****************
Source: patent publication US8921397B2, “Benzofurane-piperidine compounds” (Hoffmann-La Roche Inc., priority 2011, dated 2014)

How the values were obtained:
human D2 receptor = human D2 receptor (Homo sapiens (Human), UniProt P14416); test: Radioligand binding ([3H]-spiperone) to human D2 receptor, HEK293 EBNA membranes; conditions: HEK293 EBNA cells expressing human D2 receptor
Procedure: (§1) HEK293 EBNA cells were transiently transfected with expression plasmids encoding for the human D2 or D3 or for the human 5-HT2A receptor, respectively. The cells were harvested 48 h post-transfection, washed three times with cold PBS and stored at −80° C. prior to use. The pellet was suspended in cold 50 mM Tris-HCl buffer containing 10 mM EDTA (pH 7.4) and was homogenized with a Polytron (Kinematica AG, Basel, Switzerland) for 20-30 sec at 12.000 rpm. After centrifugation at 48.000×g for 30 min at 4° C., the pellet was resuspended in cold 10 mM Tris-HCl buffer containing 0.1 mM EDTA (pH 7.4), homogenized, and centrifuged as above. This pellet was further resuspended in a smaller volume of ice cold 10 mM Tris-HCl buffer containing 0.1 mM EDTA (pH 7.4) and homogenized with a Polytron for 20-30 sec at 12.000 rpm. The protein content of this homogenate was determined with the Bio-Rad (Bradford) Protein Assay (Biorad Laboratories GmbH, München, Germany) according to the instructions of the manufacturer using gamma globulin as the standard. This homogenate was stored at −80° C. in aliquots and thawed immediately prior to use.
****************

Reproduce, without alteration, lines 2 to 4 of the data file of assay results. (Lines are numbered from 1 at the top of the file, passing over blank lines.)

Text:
How the values were obtained:
human D2 receptor = human D2 receptor (Homo sapiens (Human), UniProt P14416); test: Radioligand binding ([3H]-spiperone) to human D2 receptor, HEK293 EBNA membranes; conditions: HEK293 EBNA cells expressing human D2 receptor
Procedure: (§1) HEK293 EBNA cells were transiently transfected with expression plasmids encoding for the human D2 or D3 or for the human 5-HT2A receptor, respectively. The cells were harvested 48 h post-transfection, washed three times with cold PBS and stored at −80° C. prior to use. The pellet was suspended in cold 50 mM Tris-HCl buffer containing 10 mM EDTA (pH 7.4) and was homogenized with a Polytron (Kinematica AG, Basel, Switzerland) for 20-30 sec at 12.000 rpm. After centrifugation at 48.000×g for 30 min at 4° C., the pellet was resuspended in cold 10 mM Tris-HCl buffer containing 0.1 mM EDTA (pH 7.4), homogenized, and centrifuged as above. This pellet was further resuspended in a smaller volume of ice cold 10 mM Tris-HCl buffer containing 0.1 mM EDTA (pH 7.4) and homogenized with a Polytron for 20-30 sec at 12.000 rpm. The protein content of this homogenate was determined with the Bio-Rad (Bradford) Protein Assay (Biorad Laboratories GmbH, München, Germany) according to the instructions of the manufacturer using gamma globulin as the standard. This homogenate was stored at −80° C. in aliquots and thawed immediately prior to use.